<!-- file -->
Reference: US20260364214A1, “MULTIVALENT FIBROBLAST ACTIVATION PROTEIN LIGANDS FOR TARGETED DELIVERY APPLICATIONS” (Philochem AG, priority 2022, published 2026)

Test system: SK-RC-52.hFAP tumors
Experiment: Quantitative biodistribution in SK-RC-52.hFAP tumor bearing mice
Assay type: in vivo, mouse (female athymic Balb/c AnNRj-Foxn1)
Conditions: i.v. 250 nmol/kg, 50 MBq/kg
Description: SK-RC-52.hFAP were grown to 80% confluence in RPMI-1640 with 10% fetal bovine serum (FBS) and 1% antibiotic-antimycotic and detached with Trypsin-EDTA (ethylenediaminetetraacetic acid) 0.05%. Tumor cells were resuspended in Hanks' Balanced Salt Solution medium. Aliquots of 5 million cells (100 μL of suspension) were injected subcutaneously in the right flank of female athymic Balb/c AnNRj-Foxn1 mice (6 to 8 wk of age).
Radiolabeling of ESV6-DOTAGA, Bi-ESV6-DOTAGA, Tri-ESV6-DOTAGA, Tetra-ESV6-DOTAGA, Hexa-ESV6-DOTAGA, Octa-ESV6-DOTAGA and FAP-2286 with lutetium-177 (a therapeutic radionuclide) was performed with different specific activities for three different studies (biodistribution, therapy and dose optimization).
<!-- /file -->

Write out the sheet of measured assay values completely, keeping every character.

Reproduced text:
Reference: US20260364214A1, “MULTIVALENT FIBROBLAST ACTIVATION PROTEIN LIGANDS FOR TARGETED DELIVERY APPLICATIONS” (Philochem AG, priority 2022, published 2026)

Test system: SK-RC-52.hFAP tumors
Experiment: Quantitative biodistribution in SK-RC-52.hFAP tumor bearing mice
Assay type: in vivo, mouse (female athymic Balb/c AnNRj-Foxn1)
Conditions: i.v. 250 nmol/kg, 50 MBq/kg
Description: SK-RC-52.hFAP were grown to 80% confluence in RPMI-1640 with 10% fetal bovine serum (FBS) and 1% antibiotic-antimycotic and detached with Trypsin-EDTA (ethylenediaminetetraacetic acid) 0.05%. Tumor cells were resuspended in Hanks' Balanced Salt Solution medium. Aliquots of 5 million cells (100 μL of suspension) were injected subcutaneously in the right flank of female athymic Balb/c AnNRj-Foxn1 mice (6 to 8 wk of age).
Radiolabeling of ESV6-DOTAGA, Bi-ESV6-DOTAGA, Tri-ESV6-DOTAGA, Tetra-ESV6-DOTAGA, Hexa-ESV6-DOTAGA, Octa-ESV6-DOTAGA and FAP-2286 with lutetium-177 (a therapeutic radionuclide) was performed with different specific activities for three different studies (biodistribution, therapy and dose optimization).